THINK LINK FEATURES EXHIBIT ON NW INDIANS

June 28, 2002 12:00 am
Ancient communication art: These are a few of the many pictograph flash cards at Think Link's new American Indian exhibit. (The Observer/Dick Mason).
Ancient communication art: These are a few of the many pictograph flash cards at Think Link's new American Indian exhibit. (The Observer/Dick Mason).

By Dick Mason

Observer Staff Writer

Learning to communicate via hieroglyphics is a simple four-step process this summer in La Grande.

Walk up the four steps to the Think Link Discovery Museum at 906 Washington Ave. and you can begin communicating in hieroglyphics almost instantly.

Think Link has a new Northwest Indian exhibit that includes a pictograph display.

Pictographs, a version of hieroglyphics, are picture writing. Many cultures, including American Indians, once conveyed messages with pictographs, pictures painted on rocks.

Today Think Link visitors communicate via pictograph flash cards. Each handmade card has a drawing with the words describing what the illustration means.

Visitors can assemble the cards to create sentences and short stories. For example, cards can be arranged to say things such as: Two brothers went to hunt deer and were bitten by a rattlesnake.

The flash cards are two-sided. One side has a drawing and words describing its meaning. The other side has the same drawing but no words. People can thus quickly test their knowledge of the meaning of the pictographs.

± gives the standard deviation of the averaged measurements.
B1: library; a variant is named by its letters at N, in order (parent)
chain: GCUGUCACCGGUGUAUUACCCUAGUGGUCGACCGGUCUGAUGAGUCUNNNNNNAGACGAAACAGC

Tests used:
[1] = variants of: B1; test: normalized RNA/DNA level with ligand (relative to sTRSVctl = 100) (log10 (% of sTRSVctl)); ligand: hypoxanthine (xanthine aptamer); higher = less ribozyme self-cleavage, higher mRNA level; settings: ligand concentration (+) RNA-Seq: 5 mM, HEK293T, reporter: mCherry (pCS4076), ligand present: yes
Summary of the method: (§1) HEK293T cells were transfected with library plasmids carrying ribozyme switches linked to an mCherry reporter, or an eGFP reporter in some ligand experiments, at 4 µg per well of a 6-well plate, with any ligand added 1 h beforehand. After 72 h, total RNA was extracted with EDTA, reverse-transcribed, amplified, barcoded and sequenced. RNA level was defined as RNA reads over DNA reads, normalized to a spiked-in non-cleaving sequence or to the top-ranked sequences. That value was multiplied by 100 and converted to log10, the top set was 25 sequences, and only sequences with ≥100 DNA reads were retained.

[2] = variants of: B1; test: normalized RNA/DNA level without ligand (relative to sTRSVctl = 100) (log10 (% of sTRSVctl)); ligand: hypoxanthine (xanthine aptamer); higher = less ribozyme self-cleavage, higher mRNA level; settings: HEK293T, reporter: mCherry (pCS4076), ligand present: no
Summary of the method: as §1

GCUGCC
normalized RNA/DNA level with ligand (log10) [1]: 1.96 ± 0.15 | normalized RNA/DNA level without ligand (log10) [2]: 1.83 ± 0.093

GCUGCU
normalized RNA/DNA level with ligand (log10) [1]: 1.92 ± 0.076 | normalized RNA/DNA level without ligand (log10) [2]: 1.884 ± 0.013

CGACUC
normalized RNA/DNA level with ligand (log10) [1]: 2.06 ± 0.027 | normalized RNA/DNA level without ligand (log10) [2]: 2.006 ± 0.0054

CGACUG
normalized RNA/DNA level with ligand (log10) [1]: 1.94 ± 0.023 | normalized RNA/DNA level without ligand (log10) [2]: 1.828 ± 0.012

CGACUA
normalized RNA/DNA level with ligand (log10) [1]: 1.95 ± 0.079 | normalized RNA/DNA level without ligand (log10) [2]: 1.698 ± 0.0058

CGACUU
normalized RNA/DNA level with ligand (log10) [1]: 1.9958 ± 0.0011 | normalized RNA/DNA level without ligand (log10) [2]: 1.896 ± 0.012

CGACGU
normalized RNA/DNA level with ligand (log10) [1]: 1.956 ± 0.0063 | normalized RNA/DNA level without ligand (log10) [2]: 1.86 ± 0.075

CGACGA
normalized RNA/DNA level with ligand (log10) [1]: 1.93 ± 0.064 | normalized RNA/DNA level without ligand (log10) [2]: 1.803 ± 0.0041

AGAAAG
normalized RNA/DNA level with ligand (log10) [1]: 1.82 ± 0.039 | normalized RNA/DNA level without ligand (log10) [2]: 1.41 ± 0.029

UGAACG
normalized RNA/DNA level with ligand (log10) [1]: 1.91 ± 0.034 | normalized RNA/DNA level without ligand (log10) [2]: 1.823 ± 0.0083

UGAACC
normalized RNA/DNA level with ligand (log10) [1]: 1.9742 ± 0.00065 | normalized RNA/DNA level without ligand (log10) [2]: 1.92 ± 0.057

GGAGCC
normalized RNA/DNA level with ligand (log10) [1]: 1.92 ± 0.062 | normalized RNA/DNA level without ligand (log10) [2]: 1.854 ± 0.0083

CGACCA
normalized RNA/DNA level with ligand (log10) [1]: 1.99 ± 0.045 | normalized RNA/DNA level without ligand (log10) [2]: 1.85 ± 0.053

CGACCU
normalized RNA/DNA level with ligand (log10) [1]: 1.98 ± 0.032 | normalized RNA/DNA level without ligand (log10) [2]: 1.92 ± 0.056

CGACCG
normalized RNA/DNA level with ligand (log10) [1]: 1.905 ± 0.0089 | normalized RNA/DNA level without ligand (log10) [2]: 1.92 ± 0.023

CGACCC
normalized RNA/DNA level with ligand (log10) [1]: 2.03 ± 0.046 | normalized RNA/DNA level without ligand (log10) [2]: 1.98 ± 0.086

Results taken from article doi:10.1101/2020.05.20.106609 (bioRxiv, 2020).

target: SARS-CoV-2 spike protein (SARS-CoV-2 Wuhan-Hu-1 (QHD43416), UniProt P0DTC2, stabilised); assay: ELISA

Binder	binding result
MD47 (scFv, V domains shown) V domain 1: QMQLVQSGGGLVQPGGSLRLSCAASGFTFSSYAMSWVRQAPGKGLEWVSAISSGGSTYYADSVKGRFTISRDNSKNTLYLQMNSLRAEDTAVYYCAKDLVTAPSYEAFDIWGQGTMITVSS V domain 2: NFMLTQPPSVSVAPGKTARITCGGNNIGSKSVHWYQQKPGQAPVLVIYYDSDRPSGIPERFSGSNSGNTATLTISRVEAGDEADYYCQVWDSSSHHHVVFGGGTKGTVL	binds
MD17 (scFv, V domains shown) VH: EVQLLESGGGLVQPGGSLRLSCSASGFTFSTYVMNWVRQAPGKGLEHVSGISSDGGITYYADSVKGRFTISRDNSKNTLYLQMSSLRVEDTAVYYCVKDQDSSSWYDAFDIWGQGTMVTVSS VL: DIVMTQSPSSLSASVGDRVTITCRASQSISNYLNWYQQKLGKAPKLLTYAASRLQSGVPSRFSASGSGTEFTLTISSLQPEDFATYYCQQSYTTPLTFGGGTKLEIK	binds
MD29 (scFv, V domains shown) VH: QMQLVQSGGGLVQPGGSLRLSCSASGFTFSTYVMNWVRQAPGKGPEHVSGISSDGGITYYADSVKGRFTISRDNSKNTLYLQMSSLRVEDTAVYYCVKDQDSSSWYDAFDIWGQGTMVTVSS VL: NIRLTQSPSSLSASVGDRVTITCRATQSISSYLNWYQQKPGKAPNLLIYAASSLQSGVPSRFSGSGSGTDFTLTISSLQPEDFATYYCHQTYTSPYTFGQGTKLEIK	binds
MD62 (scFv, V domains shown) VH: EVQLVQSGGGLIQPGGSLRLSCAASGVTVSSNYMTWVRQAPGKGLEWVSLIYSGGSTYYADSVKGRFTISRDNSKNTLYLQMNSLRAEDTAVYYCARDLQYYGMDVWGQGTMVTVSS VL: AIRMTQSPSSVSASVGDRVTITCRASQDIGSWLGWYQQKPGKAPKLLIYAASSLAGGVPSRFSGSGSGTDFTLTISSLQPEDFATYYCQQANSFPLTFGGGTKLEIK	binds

Think Link assistant Belinda Pierson encourages children to create their own stories with the pictograph cards.

"We want to stimulate their imaginations,'' Pierson said.

Children are also encouraged to think about what modern-day hieroglyphic images would look like. For example, an olive branch drawing could symbolize peace and an American flag would represent the United States.

The pictograph display is one of many features of the exhibit, which focuses on the Indians of the Northwest.

The exhibit also has a long house, a lean-to structure made of wood and tule reeds with a buffalo skin floor modeled after one used by Indians.

Another feature are collections of arrowheads and stone donated by Faith Courtney of Union and Jack Krieger of Summerville.

The devices had many uses, including sharpening arrows and scraping hides.

"They are very complete tool kits,'' said Shalem O'Rourke of La Grande, an archaeologist.

O'Rourke is excited about the new exhibit.

"Kids need to know that someone was here before them,'' O'Rourke said.

The exhibit is a credit to long hours of work and research by Nod Palmer of Union and Graham Hicks of La Grande, the Think Link volunteers mainly responsible for its creation.

"We were trying to develop activities for kids to help get them immersed in (the Indian) culture,'' said Palmer, a science teacher at Union High School.

Palmer and Hicks did things such as develop a scale model of what Northeast Oregon looked like centuries ago. It includes a creek with vegetation and models of big game animals that include deer and buffalo.

Other exhibit features include a display of artifacts including decorative pottery.

Other sites have materials for making Indian necklaces and parfleche models. A parfleche, made of rawhide, was used to carry items. Paper for making models of parfleches is available.

Think Link's Indian exhibit will be in place for at least two months.

The museum is open Tuesdays through Saturdays from noon to 5 p.m.